6. Get rid of the slider on the main page

Who loves sliders?

Primarily website owners.

Yes, that's right. The number of slider supporters on the site is usually limited by the site owner and only a part of the visitors.

There has been a lot of research into the usability of sliders in recent years, and the results have generally been convincing. The second and subsequent slides are of exactly the same interest to end users as the following subpages of Google search results.

That is, such a small percentage that it should not be taken into account.

A slider, if it has aesthetically composed content, can look beautiful. There is no doubt about this. However, from a usability point of view, in many cases it creates problems and is an unnecessary element.

7. Use relative dates

Does the fact that the article was written on 01/21/2019 tell you anything?

And what does the fact that it was written 4 months ago mean?

That's the difference.

The date represented by the first method is absolute.It will be relevant and "correct" for all time. No matter where we are - in 2030 or 2040.

However, there is a problem, namely: we have to organize this date in our head, place it in time. Only after some time do we understand what specific point in time we are talking about.

The second way is relative date. It refers to the current moment and counts backwards from it.

For us, people, it is more accessible, as it immediately correlates the date with the present. We immediately understand what time it is.

When planning to promote a website, consider presenting dates in relative terms on your own blog. Yes, there will certainly be supporters of the traditional way of presenting them, but practice dictates that you stick to a method designed for a wider audience.

8. Show the estimated reading time of the article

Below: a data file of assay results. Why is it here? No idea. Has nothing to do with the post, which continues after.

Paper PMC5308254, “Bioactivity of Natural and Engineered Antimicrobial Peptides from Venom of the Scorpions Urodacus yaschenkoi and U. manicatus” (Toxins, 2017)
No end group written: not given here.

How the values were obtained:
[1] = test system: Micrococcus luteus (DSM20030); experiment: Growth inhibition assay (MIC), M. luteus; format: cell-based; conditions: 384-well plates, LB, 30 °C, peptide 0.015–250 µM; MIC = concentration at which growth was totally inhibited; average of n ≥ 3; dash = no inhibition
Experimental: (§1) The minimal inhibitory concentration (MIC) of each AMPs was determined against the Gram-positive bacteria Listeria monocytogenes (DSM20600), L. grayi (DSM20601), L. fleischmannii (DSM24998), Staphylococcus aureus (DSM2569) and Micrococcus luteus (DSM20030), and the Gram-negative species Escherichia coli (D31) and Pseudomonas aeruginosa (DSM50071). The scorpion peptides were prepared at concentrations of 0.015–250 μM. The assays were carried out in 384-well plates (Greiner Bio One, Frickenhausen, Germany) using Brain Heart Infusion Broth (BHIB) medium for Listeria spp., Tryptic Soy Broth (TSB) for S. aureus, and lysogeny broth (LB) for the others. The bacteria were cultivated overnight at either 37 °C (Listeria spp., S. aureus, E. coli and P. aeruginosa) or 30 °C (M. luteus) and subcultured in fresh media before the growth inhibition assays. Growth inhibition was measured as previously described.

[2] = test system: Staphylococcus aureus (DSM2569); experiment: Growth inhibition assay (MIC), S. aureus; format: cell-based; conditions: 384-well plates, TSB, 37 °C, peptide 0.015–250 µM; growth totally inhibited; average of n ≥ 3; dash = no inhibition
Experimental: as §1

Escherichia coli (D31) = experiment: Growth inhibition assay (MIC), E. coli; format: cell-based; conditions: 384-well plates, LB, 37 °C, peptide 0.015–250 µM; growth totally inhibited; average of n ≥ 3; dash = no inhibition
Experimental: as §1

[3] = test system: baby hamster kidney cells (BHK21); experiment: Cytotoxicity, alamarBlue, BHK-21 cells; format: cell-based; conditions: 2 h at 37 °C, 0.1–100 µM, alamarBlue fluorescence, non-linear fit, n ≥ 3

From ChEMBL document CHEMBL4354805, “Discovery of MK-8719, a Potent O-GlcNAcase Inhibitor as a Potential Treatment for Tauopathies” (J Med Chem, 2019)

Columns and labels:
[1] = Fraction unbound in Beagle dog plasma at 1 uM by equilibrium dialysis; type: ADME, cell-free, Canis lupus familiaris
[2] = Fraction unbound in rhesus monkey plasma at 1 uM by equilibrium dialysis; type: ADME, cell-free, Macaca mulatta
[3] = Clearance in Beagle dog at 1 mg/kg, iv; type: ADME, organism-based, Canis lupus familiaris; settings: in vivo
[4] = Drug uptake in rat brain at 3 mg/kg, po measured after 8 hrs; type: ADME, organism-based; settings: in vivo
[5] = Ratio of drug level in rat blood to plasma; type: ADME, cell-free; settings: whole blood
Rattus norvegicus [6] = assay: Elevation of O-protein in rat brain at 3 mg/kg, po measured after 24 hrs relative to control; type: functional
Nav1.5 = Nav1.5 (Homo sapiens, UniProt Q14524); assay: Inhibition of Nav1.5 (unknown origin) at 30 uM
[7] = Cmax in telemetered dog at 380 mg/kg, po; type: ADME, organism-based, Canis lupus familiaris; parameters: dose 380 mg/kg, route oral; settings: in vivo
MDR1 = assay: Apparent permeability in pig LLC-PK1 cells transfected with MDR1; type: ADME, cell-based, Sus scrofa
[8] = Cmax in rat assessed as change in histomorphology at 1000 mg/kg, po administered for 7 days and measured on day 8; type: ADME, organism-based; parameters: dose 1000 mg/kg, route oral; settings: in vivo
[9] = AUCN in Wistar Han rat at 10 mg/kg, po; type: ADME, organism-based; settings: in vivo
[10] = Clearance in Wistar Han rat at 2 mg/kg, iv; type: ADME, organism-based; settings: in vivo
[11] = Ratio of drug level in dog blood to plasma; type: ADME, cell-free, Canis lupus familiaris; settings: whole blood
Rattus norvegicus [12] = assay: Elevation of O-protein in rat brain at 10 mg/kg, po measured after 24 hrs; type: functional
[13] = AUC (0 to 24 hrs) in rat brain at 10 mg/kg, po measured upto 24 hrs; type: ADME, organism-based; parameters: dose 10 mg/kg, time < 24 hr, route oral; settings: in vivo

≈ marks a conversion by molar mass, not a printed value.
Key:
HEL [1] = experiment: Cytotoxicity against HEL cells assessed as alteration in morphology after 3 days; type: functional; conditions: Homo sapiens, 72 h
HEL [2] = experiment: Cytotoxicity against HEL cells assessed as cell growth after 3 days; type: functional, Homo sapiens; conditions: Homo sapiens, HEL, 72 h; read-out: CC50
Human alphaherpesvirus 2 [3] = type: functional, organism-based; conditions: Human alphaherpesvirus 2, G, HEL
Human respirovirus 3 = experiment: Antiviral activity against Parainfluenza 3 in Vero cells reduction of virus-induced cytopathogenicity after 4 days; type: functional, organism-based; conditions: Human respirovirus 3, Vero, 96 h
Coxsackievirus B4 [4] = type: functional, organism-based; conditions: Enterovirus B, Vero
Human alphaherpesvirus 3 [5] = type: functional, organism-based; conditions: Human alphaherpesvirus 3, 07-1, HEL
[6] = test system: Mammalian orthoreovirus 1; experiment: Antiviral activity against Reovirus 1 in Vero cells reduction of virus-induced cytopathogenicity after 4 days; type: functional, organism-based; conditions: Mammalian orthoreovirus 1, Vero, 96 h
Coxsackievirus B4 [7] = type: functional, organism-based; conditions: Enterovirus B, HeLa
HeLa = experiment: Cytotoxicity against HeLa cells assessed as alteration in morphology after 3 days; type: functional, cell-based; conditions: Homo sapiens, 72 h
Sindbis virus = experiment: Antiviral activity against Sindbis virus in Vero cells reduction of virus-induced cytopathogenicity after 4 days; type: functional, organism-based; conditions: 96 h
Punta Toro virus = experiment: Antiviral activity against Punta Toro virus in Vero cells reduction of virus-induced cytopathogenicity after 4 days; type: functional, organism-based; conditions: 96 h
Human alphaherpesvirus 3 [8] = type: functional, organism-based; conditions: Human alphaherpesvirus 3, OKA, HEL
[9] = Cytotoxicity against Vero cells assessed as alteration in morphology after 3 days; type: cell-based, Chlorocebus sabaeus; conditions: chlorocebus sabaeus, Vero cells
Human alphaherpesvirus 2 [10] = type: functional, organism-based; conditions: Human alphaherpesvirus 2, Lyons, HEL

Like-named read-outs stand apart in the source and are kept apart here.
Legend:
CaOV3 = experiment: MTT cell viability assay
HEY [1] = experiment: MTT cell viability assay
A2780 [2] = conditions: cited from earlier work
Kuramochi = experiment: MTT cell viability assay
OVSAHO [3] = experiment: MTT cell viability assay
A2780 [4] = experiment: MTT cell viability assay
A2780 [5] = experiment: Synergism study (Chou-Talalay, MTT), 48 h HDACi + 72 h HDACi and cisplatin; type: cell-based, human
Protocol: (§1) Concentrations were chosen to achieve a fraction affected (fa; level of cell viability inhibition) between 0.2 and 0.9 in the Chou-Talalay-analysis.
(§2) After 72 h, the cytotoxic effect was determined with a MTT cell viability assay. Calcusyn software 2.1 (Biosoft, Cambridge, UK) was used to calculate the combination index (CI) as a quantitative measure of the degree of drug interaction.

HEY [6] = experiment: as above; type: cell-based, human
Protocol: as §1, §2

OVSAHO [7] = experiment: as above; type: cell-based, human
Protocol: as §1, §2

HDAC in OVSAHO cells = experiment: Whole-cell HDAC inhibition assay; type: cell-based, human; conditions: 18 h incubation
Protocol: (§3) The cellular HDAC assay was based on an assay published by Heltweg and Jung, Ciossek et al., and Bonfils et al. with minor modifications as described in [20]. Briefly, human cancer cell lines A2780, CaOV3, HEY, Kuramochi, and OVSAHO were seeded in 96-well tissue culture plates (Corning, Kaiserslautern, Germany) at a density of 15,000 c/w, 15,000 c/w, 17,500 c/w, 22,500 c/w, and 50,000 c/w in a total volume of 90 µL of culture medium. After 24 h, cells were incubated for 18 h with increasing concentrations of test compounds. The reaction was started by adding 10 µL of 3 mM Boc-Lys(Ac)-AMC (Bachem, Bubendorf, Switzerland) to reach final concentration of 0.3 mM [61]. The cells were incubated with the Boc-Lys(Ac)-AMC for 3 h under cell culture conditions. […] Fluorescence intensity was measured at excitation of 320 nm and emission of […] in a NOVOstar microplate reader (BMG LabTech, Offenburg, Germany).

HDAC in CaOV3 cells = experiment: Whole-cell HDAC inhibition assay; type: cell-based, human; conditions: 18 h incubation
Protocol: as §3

Many consider it superfluous, although I know some who it really helps.

Estimated reading time of the article is only indicative. It cannot be taken in a certain, literal way. Each of us reads at our own pace; in fact, the averages of different studies of reading speed in Polish give different results.

In fact, it is important to quickly show whether reading a given text takes only a few minutes or whether this reading takes a longer time (for example, 20 minutes or more).

Then you can quickly assess whether it is worth taking a coffee to read or whether it would be wiser to throw the text into Pocket to read it later.

9. Choose to scroll over click

Making websites easier to use also has to do with how they are read.

Both clicking and using the mouse scroller (or our finger) is an action. However, clicking (or confirming with a finger) is an action that requires more from us.

Someone may ask a question - is it possible to consider tapping with a finger in the context of an action? Is it worth paying attention to it at all?

Yes, definitely.

Otherwise, Facebook wouldn't have an infinite scroll feature on the homepage, but only pagination, which, for example, would force us to go to the next page after ten events.

Instead of requiring users to make a lot of decisions, it's better to make everything as easy as possible for them. Provide content in a form that is easy to scroll (or scan), and only at the very end, for example with a CTA section, direct them to take an action.

Of course, all this should be done in moderation, since forced introduction in many situations will not end in anything good.

10. Use the so-called crease

Content is often referred to as "above the fold", ie. above the so-called inflection point.

What is the meaning of this?

The principle is that the most important (or rather the most eye-catching) content should be at the entrance.Immediately, so that the user sees it at a glance, and not after performing some action (such as scrolling).

And again I give you a hint in one of our texts where I discuss exactly this topic. Space above the fold - there you will find a lot of valuable information, as well as ready-made examples.

Why is it being introduced to simplify the work with websites?

Amenities on websites are in many cases "taste", that is, seemingly unimportant matters that turn out to be very useful in the end.

Their role is simple - to increase the level of usability of sites, and simply to please our eyes.

I hope that the above text has shed some light on this topic for you.